In his notebooks from 1951-1959, Albert Camus wrote, “Already the Italians on the train, and soon those of the hotel as well, have warmed my heart.” Camus often found solace in Italy. Venice, Florence, Rome, were all locations that spawned his imagination.
To talk about Camus’ journeys through Italy as well some of his most universal long-lasting ideas, fiction writer and journalist Alessandro Bresolin joined Agnès Spiquel, President of the Camus Studies Society, on Wednesday March 21st at Librebook in Brussels. The occasion was a deep dive into the French translation of Bresolin’s book, The Union of Diversity: The Human and Political Legacy of Albert Camus, published in 2017. The original text appeared in Italian in 2013.
“I wrote this book because I think Camus’ writing can help us understand our recent past, and consequently we are able to make sense of the present, in all of its complexities,” said Bresolin.
Raised in Veneto, Bresolin saw the rise of right-wing, nationalist movements in Italy in the late 80’s and early 90’s, such as the Northern League. The disintegration of former Yugoslavia, he points out, was in large part also triggered by a surge in nationalism. “I wanted to understand these phenomena,” he said. “I wanted to really see what lay behind these emotions, these attitudes that seemed to make people reject with violence everything that looked different. And that’s why I went in search of Camus.”
A historian with a specialization in contemporary history, he wrote his college thesis on the birth of nationalism in Algeria. An avid researcher, he sifted through the correspondence Camus held with the Italian novelist, short story writer and thinker, Ignazio Silone, who is remembered for the powerful prose in his anti-Fascist novels. “Camus forged very close friendships while in Italy,” said Bresolin. “There was also Nicola Chiaromonte, an activist who had to leave Mussolini‘s Italy.”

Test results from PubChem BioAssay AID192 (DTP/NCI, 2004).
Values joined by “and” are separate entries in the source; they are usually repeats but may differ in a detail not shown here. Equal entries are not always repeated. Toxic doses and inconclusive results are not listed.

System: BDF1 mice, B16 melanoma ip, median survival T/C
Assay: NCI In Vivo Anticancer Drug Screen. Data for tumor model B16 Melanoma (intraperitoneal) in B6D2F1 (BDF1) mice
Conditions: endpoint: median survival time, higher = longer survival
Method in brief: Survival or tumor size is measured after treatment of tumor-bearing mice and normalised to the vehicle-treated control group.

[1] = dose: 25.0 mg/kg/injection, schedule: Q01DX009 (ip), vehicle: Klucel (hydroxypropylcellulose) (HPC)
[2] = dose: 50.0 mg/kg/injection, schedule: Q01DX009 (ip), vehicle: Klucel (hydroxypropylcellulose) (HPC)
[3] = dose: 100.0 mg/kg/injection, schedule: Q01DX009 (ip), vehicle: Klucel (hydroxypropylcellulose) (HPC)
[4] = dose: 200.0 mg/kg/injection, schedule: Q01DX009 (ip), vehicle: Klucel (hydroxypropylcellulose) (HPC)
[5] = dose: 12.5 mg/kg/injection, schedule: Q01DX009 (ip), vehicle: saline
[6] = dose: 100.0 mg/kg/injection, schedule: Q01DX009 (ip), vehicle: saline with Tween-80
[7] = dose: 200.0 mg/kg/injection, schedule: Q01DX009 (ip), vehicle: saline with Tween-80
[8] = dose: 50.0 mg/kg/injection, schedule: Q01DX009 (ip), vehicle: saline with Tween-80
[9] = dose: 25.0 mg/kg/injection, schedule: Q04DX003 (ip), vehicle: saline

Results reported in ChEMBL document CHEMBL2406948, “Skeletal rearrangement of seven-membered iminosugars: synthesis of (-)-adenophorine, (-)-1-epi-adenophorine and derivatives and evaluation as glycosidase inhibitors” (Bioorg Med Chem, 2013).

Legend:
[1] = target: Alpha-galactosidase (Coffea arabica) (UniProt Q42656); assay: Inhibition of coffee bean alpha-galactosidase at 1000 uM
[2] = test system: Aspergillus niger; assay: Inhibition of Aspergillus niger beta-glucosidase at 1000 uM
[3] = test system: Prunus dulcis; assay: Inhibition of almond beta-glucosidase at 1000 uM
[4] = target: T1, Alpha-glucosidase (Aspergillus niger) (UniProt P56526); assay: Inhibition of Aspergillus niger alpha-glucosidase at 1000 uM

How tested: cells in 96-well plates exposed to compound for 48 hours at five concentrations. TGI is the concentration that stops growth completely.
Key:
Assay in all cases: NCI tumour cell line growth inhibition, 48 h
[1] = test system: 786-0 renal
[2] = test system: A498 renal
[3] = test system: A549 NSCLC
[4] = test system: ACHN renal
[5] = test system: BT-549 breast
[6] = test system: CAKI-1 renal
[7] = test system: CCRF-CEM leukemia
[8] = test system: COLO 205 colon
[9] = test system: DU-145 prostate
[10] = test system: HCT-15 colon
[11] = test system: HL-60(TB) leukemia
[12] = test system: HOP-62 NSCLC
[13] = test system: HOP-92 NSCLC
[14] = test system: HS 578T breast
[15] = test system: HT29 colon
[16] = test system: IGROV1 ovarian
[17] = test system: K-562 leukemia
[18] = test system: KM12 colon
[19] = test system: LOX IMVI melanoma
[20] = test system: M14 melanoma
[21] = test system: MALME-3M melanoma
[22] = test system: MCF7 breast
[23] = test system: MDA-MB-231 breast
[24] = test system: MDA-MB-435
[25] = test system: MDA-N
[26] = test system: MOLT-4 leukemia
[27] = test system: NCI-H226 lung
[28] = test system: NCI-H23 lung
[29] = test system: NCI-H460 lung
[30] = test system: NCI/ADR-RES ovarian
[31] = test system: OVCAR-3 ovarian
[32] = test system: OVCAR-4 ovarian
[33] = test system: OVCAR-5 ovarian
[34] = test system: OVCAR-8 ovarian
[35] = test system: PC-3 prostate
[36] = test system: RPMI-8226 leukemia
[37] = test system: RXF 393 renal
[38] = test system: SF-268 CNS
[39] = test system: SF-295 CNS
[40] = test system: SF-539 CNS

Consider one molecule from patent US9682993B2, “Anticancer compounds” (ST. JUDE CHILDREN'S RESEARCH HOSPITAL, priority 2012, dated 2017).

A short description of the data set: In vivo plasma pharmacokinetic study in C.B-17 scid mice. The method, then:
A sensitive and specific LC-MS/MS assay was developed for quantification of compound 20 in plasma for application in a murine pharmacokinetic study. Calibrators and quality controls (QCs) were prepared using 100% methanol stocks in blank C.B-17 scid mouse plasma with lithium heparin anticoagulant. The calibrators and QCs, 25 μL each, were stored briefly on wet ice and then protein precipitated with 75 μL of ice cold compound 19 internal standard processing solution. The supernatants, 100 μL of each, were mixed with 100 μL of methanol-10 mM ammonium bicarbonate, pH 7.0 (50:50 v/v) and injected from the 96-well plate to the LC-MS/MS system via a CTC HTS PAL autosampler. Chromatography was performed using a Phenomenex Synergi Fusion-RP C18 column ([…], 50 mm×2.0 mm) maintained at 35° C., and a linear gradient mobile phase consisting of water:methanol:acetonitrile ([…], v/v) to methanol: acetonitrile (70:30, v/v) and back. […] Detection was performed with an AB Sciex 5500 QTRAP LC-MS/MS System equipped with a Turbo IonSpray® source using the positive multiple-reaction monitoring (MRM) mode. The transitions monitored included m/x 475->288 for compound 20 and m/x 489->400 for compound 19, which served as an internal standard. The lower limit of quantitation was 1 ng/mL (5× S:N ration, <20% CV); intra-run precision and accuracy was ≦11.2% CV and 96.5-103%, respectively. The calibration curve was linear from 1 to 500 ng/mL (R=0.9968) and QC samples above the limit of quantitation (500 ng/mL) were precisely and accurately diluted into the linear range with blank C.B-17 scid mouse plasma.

Divided in six main sections, the book is meant to be a biography of Camus but more thematic than chronologic. Chapter One covers the Algerian society where Camus grew up: the colonial context, which kind of Islam he encountered. Chapter Two explores the multifaceted identity of Camus: half-Spanish (mother), half-French(father), but born and raised in Algerian. His everlasting mediterranean identity. Chapter Three delves into his many voyages through Italy. Chapter Four goes into his political vision. What became of Camus after he left the communist party? A dissection of the book The Rebel (l’homme révolté) where the author explains Camus’ libertarian, socialist view. Chapter Five talks about Camus seminal idea of European Federalism. During and after WWII, the resistance movement asked itself one question, What was the cause of the wars? And the root cause they found was: nationalism. Chapter Six dissects one of Camus’ most important postulates during the Algerian crisis: The refusal to obey violence. This is a chapter that tries to explain Camus’ vision on the Algerian war.
“Camus stood always for the rights of the Algerians, he was not a colonialist,” said Bresolin. “At the same time, he was was completely against the FLN. Because he was Algerian he knew the reality of ordinary people, and he proposed a vision to resolve the problem: federalism.”
The French version of the book includes a special appendix: An interview with Camus’ daughter, Catherine, which gave Bresolin exceptional access into the 1957 Nobel laureate’s mind. “I see Camus now as a precursor of Multiculturalism. At the time, they didn’t understand his position. He was marginalized. But in another context, many year later in South Africa, for instance, Nelson Mandela was able to create the Rainbow Nation where wounds could be healed.”
When asked about the relevance of this book today, he said, “We live in an era where I feel at home in Italy, in France, in Brussels alike. But some countries are feeling skeptical about the European Union. We have to figure out how to get civil society more involved in the European project, not only the political elite. And understanding Camus can help us with that and much more.”